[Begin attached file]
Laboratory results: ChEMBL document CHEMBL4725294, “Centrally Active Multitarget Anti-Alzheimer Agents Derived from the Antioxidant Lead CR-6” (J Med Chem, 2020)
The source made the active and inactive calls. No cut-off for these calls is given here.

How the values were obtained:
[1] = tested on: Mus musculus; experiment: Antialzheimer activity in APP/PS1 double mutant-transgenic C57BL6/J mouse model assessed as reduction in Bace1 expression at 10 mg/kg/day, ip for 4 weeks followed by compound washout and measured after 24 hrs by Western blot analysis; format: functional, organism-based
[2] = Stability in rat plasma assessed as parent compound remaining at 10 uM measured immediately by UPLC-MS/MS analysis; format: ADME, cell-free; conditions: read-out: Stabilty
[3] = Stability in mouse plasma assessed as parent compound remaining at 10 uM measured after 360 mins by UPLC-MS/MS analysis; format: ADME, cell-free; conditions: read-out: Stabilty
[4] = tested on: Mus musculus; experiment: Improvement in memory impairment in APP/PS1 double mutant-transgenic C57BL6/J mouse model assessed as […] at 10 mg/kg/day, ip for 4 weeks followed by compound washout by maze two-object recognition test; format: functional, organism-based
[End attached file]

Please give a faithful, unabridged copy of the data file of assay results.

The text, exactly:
Laboratory results: ChEMBL document CHEMBL4725294, “Centrally Active Multitarget Anti-Alzheimer Agents Derived from the Antioxidant Lead CR-6” (J Med Chem, 2020)
The source made the active and inactive calls. No cut-off for these calls is given here.

How the values were obtained:
[1] = tested on: Mus musculus; experiment: Antialzheimer activity in APP/PS1 double mutant-transgenic C57BL6/J mouse model assessed as reduction in Bace1 expression at 10 mg/kg/day, ip for 4 weeks followed by compound washout and measured after 24 hrs by Western blot analysis; format: functional, organism-based
[2] = Stability in rat plasma assessed as parent compound remaining at 10 uM measured immediately by UPLC-MS/MS analysis; format: ADME, cell-free; conditions: read-out: Stabilty
[3] = Stability in mouse plasma assessed as parent compound remaining at 10 uM measured after 360 mins by UPLC-MS/MS analysis; format: ADME, cell-free; conditions: read-out: Stabilty
[4] = tested on: Mus musculus; experiment: Improvement in memory impairment in APP/PS1 double mutant-transgenic C57BL6/J mouse model assessed as […] at 10 mg/kg/day, ip for 4 weeks followed by compound washout by maze two-object recognition test; format: functional, organism-based